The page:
1. The Way of the Shen of Prediction: This Way includes divination, astrology, various rituals, and medical diagnosis.
2. The Way of the Shen of the Phenomenal World: This Way includes rituals dealing with communication with external forces such as rituals of protection, invocation, ransom of the soul and life-force, and of repelling negative or harmful energies.
3. The Way of the Shen of Manifestation: This Way includes venerating a deity or master and then applying mantra and mudras in order to accomplish a goal such as requesting assistance from natural energies.
4. The Way of the Shen of Existence: This Way is primarily focused upon rituals for the dead and methods to promote longevity for the living.
5. The Way of the Virtuous Lay Practitioners: This Way specifies the proper conduct of lay person taking vows.
6. The Way of the Fully Ordained: This Way specifies the proper conduct for those who are fully ordained practitioners.
7. The Way of the White AH: This Way is primarily focused upon tantric practice using visualization.
8. The Way of the Primordial Shen: This Way is primarily focused upon higher tantric practice.
9. The Unsurpassed Way: This Way is primarily focused upon the practice of Dzogchen, or The Great Perfection. This Way does not rely upon antidotes of any kind, ritual or practice with a meditational deity. It is concerned with the realization of the true nature of one’s own mind.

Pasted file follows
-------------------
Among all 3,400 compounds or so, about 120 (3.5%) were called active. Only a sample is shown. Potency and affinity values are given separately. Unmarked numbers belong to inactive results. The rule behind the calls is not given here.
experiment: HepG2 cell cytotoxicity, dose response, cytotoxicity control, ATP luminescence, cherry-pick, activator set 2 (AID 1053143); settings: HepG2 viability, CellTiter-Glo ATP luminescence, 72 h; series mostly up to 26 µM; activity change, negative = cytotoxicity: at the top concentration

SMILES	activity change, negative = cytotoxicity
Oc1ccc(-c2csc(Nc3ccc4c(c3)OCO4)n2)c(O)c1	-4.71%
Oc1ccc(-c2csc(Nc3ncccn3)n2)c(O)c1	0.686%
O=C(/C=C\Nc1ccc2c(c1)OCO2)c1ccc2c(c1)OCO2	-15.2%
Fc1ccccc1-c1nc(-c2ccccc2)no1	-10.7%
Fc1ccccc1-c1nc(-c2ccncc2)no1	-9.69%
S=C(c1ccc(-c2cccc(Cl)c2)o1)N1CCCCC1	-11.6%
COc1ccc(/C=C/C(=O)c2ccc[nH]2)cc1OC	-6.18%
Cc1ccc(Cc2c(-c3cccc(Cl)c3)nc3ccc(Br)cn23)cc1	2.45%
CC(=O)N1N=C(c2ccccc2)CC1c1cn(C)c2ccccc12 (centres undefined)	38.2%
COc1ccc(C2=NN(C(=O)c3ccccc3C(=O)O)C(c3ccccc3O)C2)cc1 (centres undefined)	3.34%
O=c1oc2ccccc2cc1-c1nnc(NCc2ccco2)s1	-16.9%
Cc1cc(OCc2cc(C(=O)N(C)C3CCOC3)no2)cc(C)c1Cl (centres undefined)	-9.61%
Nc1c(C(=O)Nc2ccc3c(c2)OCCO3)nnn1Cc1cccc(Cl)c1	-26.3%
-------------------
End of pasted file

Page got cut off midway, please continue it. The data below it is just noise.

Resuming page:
The letter SA is the 28th letter in the Tibetan alphabet. It’s energy is feminine. It is also a word meaning “the earth, soil, land.”
In general, there are two kinds of Tibetan script found in print. One is a cursive script called umé. The other, shown here, is called uchen. The uchen letters all have a horizontal line at the top of the letter. This horizontal line is referred to as ‘the head’ of the letter. The head is always drawn first. Then, the letter is drawn from the left to the right, and from the top down. Letters which contain loops are exceptions.
(Graph of Chris Fynn)
In the Bön Buddhist tradition, the color blue has great, meaningful significance. Specifically, the blue of the clear, open, vast expanse of the sky. Among the five schools of Tibetan Buddhism, only Bönpo monks have blue on their robes. In ancient times, Bön practitioners wore blue robes. Bön texts are wrapped in blue cloth, the stiff top and bottom covers which protect the paper are blue, and all page edges are painted with blue ink. Here, a sacred scripture is written on blue paper.
The sacred teachings of the Yungdrung Bön are so immense that they are said to be “vast like an ocean”. All of these many volumes are divided into two primary classifications. A scripture is either part of the ‘Ka‘, teachings given by the enlightened Lord Tönpa Shenrap Miwo, or they are part of the ‘Ka Ten’, teachings and commentaries based upon the words of Lord Tönpa Shenrap Miwo. There are 175 volumes of texts within the Ka and over 300 volumes of texts within the Ka Ten.